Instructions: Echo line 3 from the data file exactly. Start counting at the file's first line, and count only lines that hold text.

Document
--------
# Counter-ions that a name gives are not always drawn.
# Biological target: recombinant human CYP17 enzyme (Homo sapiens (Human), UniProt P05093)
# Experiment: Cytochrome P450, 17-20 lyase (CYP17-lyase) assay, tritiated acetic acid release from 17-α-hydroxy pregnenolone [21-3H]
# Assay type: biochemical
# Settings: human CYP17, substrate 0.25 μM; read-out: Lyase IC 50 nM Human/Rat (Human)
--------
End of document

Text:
# Experiment: Cytochrome P450, 17-20 lyase (CYP17-lyase) assay, tritiated acetic acid release from 17-α-hydroxy pregnenolone [21-3H]